Bates start at $195.00 for
the round-trip ... For full
information and reserva*
tions call Canadian Pacifie
PAcific 2212
Mrs. J. Kenneth Newbury,
afternoon At Home at whic
Monday.—Dave Buchan p]
Daily Service
or Princess
or Princess
or Princess
Ar. Victoria	
10:30 a.m.
2:45 p.m.
4:30 p.m.
8:30 p.m.
3:00 p.m.
8:00 p.m.
6:00 a.m.
8:00 a.m.
11:50 a.m.
1:10 p.m.
5:25 p.m.
8:30 a.m.
1:30 p.m.
10:59 p.m.
6:00 a.m.
Ar. Vancouver	
NANAIMO and return daily
Sailings marked * are via NEWCASTLE ISLAND
(Return boat to Vancouver leaves Newcastle Island 5:00 p.m.)
Lv. Vancouver
Ar. Nanaimo
Lv. Nanaimo
Ar. Vancouver
7:45 a.m.
10:15 a.m.
6:30 a.m.
8:45 a.m.
*8:15 a.m.
11:30 a.m.
11:15 a.m.
1:45 p.m.
10:00 a.m.
12:30 p.m.
1:30 p.m.
4:00 p.m.
2:30 p.m.
5:00 p.m.
*4:30 p.m.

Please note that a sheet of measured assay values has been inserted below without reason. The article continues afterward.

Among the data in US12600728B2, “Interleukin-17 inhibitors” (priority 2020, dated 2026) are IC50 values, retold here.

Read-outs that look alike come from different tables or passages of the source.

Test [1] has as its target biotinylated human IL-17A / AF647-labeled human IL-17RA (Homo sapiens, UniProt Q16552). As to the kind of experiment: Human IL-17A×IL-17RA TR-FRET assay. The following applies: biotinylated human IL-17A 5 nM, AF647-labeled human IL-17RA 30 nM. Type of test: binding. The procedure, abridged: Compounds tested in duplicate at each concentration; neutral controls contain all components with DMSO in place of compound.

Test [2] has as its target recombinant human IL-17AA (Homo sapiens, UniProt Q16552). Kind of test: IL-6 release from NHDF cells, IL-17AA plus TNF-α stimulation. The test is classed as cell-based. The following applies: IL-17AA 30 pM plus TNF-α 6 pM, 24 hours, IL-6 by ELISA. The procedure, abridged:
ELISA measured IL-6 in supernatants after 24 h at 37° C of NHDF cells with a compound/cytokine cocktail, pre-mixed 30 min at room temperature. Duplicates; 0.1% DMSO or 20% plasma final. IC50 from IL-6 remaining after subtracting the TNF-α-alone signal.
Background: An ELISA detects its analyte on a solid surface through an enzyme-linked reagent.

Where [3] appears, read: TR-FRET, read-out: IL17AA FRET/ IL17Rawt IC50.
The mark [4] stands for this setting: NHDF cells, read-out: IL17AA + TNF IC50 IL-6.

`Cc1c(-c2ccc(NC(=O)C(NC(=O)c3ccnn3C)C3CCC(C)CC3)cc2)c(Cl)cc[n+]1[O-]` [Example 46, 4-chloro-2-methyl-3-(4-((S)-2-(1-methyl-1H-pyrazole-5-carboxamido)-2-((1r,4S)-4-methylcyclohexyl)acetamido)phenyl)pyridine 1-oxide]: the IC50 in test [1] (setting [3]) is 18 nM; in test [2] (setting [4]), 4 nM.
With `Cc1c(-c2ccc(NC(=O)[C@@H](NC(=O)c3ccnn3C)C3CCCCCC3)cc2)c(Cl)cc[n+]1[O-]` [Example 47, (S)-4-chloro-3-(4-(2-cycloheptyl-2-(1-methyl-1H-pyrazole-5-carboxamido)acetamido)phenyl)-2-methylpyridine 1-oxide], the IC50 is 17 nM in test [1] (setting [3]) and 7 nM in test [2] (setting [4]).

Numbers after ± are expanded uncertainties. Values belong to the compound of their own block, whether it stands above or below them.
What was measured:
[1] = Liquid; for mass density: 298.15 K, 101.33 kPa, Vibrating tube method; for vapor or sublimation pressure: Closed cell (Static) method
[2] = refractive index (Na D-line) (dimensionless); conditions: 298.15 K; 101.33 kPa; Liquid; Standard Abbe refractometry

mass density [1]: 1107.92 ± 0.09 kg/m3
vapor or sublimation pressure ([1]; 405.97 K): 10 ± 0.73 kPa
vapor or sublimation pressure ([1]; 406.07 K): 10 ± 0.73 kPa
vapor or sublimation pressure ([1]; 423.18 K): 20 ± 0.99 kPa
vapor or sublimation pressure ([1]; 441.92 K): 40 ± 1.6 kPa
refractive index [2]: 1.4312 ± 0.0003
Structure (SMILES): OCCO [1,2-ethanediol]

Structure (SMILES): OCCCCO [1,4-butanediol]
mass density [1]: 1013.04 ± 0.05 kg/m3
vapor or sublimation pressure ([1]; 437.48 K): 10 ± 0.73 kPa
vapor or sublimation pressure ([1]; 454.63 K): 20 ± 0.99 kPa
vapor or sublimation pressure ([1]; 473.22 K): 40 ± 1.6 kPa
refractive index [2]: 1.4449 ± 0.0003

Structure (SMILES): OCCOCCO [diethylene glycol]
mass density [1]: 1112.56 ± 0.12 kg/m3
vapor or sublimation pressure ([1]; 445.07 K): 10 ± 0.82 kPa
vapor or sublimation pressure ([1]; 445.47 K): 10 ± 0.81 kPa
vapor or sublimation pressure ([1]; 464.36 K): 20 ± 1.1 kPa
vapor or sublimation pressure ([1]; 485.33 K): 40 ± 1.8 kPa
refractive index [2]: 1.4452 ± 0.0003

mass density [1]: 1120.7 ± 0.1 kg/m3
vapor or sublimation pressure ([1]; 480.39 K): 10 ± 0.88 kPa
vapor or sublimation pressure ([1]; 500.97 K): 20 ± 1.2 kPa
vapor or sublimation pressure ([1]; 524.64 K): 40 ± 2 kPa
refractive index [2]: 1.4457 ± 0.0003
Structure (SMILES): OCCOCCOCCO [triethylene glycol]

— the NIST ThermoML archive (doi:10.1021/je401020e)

7:45 p.m.
5:00 p.m.
7:30 p.m.
6:00 p.m.
8:30 p.m.
6:45 p.m.
9:00 p.m.
8:15 p.m.
10:45 p.m.
AT NANAIMO—Load your car the night
before and sleep aboard the luxuriously
appointed Princess Marguerite or Princess
Patricia, sailing at 6:30 a.m. for Vancouver.
Advance automobile and stateroom reservation advisable.
All Times Pacific Standard
C^JSSfe   Far-cV.:
lO<CAt .
White,  Chocolate . '16-o_.  pkt.
PASTRY FLOUR .™._*,49c
' Crisp
8-oz. pkt.
HONEY 2i, - 45c
4-lb. tin Of C
_k_P   Im   __»   j_P""%   HBP'    Brown
JVRAPPED                         UNWRAPPED
10e   •    9c
Man Who Played
People Trave
Queen of the Pacific, which plied between Victoria and California fifty
years ago and was considered the finest thing afloat.
4 .» li-a'
***s.u  *e/iYMfrf-;:
Canadian Pacific Navigation Co.,
"Of all the ships on Burrard In-SLET,
Some are dry and some are wet,- ;"...'
Some serve whisky,
Some serve gin,
But it's all the same to Commodore